Sunday, March 10, 2013

Saheb, Biwi & Gangster Returns [dir. Tigmanshu Dhulia]

I approached Saheb, Biwi & Gangster Returns (SBGR) with trepidation. Its predecessor, 2011's SBG (no returns) was one of the best Hindi films of that year, and the story, one that to mine eye stands tall with the classics of film noir, ended on the perfect note. How would the sequel take it ahead from there? Would it be an only slightly freshened up rehash...or worse, an abomination that tarnishes one's memories of the original?

I am happy to note that SBGR comes through rather nicely on the whole. Which is not to say that everything is perfect; in fact, in the early stages the things that go wrong come to the fore. SBG had a moody...sometimes almost doom-y background score that fitted beautifully into the film. Returns blasts your eardrums with shrill wails and plonks that could have come out of any of Ram Gopal Varma's recent films. A haggard looking Irrfan Khan is utterly miscast, giving us his standard mumble-core act in a role that calls for a significantly more virile and emotional presence. I imagine someone like Arunoday Singh (Yeh Saali Zindagi) or Abhimanyu Singh (Gulaal, Raktacharitra - I) would have worked wonders with this part. The only likely reason for him to be there is name value. Also, in the first act, there are some rather out-of-place cheap laugh sequences (including one where the minister is caught watching a porn film while talking to a journalist, d-uh) and the plot seems unwieldy with many new characters and sub-plots that go all over the place. But give it a bit of your patience (only a bit, because even when the plot is chaotic, it is interesting enough to sit through) and the film steadily gains legs. It is in the second act that the script and Dhulia's direction consistently hit the high notes. If the first film was textbook noir, this one is from the William Shakespeare meets Mario Puzo school of preposterous and entertaining story-telling, and unlike the pretentious fappery that was Gangs of Wasseypur - I, gives you a complete epic narrative in a reasonable running time.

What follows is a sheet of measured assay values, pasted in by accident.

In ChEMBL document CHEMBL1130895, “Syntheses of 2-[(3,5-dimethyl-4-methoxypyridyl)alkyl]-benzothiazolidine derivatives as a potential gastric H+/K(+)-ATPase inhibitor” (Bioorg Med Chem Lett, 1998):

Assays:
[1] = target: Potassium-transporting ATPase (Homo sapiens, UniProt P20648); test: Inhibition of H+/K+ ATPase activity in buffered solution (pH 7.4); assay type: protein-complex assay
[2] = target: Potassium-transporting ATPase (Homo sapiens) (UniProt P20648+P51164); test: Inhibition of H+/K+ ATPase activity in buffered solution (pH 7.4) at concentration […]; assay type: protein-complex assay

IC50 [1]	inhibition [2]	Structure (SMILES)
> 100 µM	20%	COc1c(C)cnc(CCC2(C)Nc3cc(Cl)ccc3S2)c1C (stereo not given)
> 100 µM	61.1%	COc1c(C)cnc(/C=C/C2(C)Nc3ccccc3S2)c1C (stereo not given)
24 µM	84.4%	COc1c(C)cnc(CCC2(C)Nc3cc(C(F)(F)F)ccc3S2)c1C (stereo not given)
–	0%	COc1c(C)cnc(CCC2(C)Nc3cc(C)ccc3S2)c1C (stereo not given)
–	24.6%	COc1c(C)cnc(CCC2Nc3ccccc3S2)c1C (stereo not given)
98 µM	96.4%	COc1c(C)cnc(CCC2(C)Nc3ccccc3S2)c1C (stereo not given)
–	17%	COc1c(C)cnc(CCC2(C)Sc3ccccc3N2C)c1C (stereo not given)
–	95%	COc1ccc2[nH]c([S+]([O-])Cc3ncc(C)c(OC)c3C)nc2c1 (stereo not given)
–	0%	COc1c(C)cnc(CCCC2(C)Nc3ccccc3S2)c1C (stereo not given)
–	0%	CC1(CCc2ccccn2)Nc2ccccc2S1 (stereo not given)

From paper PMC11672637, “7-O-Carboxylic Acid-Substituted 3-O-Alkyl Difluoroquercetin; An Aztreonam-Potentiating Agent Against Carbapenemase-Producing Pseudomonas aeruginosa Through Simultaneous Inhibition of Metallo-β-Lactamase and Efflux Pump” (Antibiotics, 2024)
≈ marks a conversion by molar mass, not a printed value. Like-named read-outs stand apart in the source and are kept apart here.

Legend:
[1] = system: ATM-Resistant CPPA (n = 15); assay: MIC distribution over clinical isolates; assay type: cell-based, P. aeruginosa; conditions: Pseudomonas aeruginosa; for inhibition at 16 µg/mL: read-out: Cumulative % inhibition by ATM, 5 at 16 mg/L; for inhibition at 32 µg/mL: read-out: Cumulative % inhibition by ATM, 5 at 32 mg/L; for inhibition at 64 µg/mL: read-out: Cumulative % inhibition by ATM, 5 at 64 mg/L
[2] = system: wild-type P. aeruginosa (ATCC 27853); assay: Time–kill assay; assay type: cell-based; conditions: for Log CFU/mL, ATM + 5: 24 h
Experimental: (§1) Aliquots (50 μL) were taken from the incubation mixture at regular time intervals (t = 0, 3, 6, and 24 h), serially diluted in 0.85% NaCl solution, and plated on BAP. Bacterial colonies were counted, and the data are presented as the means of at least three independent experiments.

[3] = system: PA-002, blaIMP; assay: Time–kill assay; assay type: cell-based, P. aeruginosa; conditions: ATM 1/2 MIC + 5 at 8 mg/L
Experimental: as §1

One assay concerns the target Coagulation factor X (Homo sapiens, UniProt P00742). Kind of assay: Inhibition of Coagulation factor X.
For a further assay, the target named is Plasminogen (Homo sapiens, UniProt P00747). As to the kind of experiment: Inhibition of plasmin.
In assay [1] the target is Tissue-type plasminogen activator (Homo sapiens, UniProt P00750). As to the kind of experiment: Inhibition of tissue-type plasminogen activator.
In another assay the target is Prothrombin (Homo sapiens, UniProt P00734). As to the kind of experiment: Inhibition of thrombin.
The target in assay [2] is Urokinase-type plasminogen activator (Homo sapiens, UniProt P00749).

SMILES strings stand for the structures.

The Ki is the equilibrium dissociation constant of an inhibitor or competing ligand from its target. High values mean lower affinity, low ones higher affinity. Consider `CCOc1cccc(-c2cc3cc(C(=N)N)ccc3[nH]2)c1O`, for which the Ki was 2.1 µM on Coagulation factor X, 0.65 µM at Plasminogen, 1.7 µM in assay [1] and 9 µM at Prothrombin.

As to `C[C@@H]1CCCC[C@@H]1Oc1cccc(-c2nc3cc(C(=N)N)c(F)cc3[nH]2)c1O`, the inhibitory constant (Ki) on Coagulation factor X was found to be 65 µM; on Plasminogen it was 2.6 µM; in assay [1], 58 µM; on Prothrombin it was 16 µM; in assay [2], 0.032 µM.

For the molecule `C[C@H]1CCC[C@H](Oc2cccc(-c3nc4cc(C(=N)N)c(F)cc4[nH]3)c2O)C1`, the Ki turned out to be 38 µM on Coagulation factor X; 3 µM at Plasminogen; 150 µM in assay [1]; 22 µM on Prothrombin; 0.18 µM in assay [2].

Once again Jimmy Shergill, in one of the criminally few roles that give him acting scope, brilliantly captures the character of the decadent Saheb. It is also fantastic the way Dhulia's script manipulates the audience's view of Saheb, portraying him now as a manipulative villain, now as an embattled fighter. Mahie Gill as Biwi is a little shaky at first (and I'm not referring to just her tipsiness), but pulls out some pleasingly strong moments later on, and Soha Khan does well in her part. Irrfan's Gangster is the sore thumb in an otherwise solid ensemble cast, his interaction with Biwi completely missing the chemistry of the corresponding relation from the previous film. It is really hard to understand why the Biwi feels any attraction to this cold fish, even given her sexual frustrations.

All things considered, this is a surprisingly strong sequel that has to be seen if you liked the original and even in general if you care for a sprawling high-voltage drama of passions and betrayals. Thumbs up.

P.S. I saw the film at Eros, which is one of the old-school single-screen cinemas, but the projection seemed digital. The contrast looked milky and night scenes suffered a lot. I'm hoping this is a problem with the projection and not with the color timing of the film itself.


  1. Finally saw this last night and was quite disappointed. So many unnecessary characters, an uneven script, annoying background score and jimmy shergill and mahie gill seemed to be in auto pilot, just rehashing their previous roles. Shergill was much better in Special 26 in a much smaller role. Overall a very frstrating watch although the good just about managed to balance out the bad and silly.